In the last years has been highlighted the relevance of transition metals as catalysts in oxidative damage processes involving biological macromolecules. Recent studies have shown that transition metals like Fe, Cu, Cd, Cr, Pb, Hg, Ni and V possess the ability to generate reactive oxygen and nitrogen species, ROS and RNS, that is, radicals concerned in biological reactions which may cause severe damage in a wide range of molecules, producing, among other effects, lipid peroxidation, DNA damage, dramatic sulfhydryl decrease, protein alteration, etc., symptomatic of different diseases such as cancer, vascular affections, neurological disorders (Alzheimer’s and Parkinson’s disease), etc.

Another aspect of the role of transiton metals in biological systems is the enzymatic capability of metal clusters. The iron-sulfur clusters are ubiquitous in biological systems and may be found in the active site of a wide variety of metalloproteins and metalloenzymes, which are involved in biological processes such as electron transfer (ferredoxin), small molecule activation (nitrogenase, hydrogenase, carbon monoxide dehydrogenase), radical-based catalytic transformations (hydrogen abstraction, sulfur insertion in biotin synthase), DNA repair and signal transduction. The most common clusters are the following: [Fe2S2], [Fe3S4] and [Fe4S4], and their primary function lies in the mediation of one-electron redox processes. In these polymetallic systems, the Fe atoms present several oxidation states with unpaired electrons that can be coupled by magnetic interactions, giving rise to a dense manifold of ferro- and antiferromagnetic electronic states which may be separated by small energy differences. In this way, a detailed knowledge of the cluster electron delocalization in the cluster in terms of Fe-Fe interactions is a key point in order to understand the properties of both the ground and excited states. Thus, the elucidation of the electronic structure is relevant since it will affect the reactivity.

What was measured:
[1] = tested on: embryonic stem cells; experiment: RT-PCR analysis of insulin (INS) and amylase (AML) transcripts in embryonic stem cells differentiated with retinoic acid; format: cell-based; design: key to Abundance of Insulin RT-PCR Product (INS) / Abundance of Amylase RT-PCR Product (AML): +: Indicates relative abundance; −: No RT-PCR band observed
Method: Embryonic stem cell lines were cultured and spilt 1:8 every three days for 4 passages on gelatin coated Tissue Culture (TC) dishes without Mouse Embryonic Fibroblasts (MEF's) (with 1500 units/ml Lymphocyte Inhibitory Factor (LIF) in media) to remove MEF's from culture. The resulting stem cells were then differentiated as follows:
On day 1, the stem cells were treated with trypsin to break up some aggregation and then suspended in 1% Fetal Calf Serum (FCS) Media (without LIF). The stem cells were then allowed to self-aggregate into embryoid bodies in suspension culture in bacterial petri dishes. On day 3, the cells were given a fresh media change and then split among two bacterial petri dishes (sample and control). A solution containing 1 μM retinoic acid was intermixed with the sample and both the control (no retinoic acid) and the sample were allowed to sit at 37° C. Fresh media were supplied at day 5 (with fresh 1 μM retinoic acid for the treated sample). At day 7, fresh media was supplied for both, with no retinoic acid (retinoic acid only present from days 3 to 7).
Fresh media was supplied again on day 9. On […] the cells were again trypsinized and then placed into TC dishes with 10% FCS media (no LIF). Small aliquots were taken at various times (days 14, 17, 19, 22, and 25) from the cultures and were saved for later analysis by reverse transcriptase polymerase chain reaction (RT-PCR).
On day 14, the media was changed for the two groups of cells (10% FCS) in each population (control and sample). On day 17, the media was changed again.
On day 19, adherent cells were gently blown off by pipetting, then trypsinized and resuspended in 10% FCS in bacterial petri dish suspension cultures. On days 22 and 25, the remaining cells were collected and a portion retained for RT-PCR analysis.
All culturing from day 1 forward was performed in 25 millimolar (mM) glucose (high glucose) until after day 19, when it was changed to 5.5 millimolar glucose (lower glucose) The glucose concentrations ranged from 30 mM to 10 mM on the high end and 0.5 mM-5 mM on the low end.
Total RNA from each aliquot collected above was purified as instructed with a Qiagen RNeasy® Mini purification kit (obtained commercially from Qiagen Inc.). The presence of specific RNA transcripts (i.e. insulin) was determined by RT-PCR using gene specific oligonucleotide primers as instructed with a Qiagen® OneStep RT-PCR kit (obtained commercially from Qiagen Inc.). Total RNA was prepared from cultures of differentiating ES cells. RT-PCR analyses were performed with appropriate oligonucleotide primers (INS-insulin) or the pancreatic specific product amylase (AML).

The gathered knowledge has grown in the last years, however, there are few aspects which need to be clarified yet. For example, different mechanisms of the previously mentioned reactions have been proposed in the literature, both theoretically and experimentally, but in most cases the results are not concluding. Furthermore, the determination of the electronic structures is difficult due to the fact that the description of these radicals demands methods capable to properly tackle near-degeneracy and spin-conserving effects. The great complexity in these processes requires an analysis from a fundamental point of view, in which the quantum theoretical chemistry plays an important role.

The aim of this project is the description of the electronic structure of iron-sulfur clusters, both as bare clusters and coordinated with organic ligands, in different oxidation states. Besides, molecular properties related to these structures, such as ionization potentials, electron affinities, bond strengths and dipole moments will be investigated as well. In order to achieve these goals, the PNOF5 method together with the CASSCF/CASPT2 approach will be used.